In my experience, those who receive a defer notice from their Early Decision school are confused about how to react. The news is not good, but it is also not all bad. In many ways, the news is that your reactions are going to be delayed for another three or so months. Yes, we understand that more waiting is not what you want to hear at this time, but unfortunately defer decisions are part of the Early Decision process.
Disappointment is absolutely reasonable, but you do not need to lose all hope. Every year ED defers are admitted during RD, and defers are provided the same chance of admissions as the applicants who apply regular decision. It is very important to note that at Hopkins we do not just politely defer Early Decision applicants into our Regular Decision applicant pool to delay bad news. We deny applicants Early Decision, in fact we deny more than we defer. Those who are deferred by the Admissions Committee still have a legitimate chance for admission, otherwise we would not have deferred the decision.
However, your reactions need be tempered. Being deferred does mean there were weaknesses in your application that raised concerns with the Admissions Committee. Though we do and will admit ED defers during the Regular Decision round, statistically the majority of deferred applicants will not be offered admission. During the Regular Decision review process we will offer admission to less than 20% of all applicants. The competition will be difficult during Regular Decision, however as I stated above, all deferred applicants will be re-reviewed and given a fair shot for admission. There is no advantage nor disadvantage for deferred students ... just a second chance.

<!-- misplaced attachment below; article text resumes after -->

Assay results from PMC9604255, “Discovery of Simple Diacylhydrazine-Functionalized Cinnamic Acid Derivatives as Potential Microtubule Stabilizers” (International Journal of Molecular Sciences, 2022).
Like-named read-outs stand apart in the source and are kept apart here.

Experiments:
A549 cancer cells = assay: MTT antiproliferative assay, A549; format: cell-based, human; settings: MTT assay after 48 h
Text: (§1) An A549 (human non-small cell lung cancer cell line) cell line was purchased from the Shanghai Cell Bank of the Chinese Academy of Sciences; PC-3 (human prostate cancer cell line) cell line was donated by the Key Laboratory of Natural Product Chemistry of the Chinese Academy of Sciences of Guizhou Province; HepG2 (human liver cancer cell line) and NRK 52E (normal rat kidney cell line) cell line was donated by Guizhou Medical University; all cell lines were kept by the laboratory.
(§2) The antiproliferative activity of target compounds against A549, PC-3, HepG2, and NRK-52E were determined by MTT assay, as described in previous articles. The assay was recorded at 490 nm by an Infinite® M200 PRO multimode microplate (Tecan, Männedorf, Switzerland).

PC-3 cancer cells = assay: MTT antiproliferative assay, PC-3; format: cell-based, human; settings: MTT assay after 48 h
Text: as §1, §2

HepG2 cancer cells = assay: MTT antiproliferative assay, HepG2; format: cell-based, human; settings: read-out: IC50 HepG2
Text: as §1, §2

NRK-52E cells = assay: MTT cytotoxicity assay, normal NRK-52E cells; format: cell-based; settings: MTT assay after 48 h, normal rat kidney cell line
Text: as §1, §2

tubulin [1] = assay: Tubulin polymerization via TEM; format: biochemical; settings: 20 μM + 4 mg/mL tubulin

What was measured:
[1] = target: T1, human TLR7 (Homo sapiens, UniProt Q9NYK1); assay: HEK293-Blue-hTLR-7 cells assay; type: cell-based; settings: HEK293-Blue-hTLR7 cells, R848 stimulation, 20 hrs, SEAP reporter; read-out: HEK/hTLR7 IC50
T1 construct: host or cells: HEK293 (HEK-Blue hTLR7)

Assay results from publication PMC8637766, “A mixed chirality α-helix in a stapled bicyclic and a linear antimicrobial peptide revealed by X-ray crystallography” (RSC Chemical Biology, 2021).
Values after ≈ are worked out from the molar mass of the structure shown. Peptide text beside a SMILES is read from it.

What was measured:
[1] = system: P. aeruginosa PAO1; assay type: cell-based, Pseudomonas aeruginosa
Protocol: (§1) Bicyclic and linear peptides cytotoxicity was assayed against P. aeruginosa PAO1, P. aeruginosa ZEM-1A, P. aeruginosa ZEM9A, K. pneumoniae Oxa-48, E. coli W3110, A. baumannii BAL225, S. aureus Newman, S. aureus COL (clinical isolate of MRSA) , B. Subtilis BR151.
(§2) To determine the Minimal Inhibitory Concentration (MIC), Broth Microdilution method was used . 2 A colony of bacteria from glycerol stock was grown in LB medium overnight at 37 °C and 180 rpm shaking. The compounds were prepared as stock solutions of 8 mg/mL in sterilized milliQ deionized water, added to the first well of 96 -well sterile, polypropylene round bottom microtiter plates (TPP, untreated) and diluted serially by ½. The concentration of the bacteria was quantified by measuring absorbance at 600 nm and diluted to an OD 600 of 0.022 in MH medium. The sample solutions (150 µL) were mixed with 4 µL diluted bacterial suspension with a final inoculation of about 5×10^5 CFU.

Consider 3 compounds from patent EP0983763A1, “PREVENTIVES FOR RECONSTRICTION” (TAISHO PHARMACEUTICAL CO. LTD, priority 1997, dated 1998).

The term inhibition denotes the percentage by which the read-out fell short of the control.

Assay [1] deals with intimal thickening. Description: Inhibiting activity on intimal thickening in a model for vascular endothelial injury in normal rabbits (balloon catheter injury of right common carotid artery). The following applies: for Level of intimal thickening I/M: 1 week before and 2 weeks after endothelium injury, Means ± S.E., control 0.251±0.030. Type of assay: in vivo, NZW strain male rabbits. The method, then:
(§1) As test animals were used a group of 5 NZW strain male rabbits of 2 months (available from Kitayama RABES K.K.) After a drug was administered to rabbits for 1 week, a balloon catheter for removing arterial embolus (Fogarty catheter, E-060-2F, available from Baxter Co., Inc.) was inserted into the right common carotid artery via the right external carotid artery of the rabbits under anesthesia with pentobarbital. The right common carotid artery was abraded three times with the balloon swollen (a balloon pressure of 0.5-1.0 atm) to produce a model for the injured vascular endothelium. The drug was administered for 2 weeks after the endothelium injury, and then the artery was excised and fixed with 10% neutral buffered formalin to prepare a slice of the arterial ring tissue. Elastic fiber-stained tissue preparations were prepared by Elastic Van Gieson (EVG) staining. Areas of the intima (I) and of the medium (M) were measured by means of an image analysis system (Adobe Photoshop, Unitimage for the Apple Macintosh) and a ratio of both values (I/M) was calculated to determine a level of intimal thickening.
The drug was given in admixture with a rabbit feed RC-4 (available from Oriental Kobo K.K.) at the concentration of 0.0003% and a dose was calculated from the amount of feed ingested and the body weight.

What do you have to do as a deferred applicant?
Nothing. Deferred ED applications are automatically moved into the Regular Decision round of application reviews. There is nothing a deferred applicant must do. No new application needs to be completed.
There is though one thing you must do, and that is make sure you apply to other schools. Though obvious, your chance for admission to Hopkins is not guaranteed and you want to make sure you have options next year.
What should I do as a deferred applicant?
I have provided a lot of detail on the Deferred Student Discussion Thread on the Hopkins Forums, so I thought I would just share that advice here:
(2) Make sure you update the academic portion of your application. This would include mid-year grades (which will play a MAJOR role in your re-review), additional standardized test scores you may have taken, and maybe even an updated letter of recommendation from your guidance counselor.
(3) Consider updating the non-academic portion of your application. Though not required, an updated resume and an additional letter of recommendation (especially from a senior year teacher) can always help. Just make sure anything you add does contribute in a new way to your application. Do not be redundant.
(4) Write a letter to the Admissions Committee. Though not something all deferred applicants need to do or even should do, some of you may consider writing a personal letter to the Admissions Committee stressing your interest in Hopkins and why you feel you are an appropriate candidate for admissions. Consider this a cover letter to your overall application.
The most important thing you have to do is have a stellar senior year academically. By far, the most important part of the review of a deferred applicant during the regular decision round will be the academic progress and success throughout the senior year. Make sure that any updates to your application are submitted by February 1st and your mid-year report and transcript are submitted by your school by February 15th.
Also, please make sure you pay attention to the list of what not to do that is posted on the Deferred Student Discussion Thread.
I hope you have found this information helpful. If you have questions, do not hesitate to post them.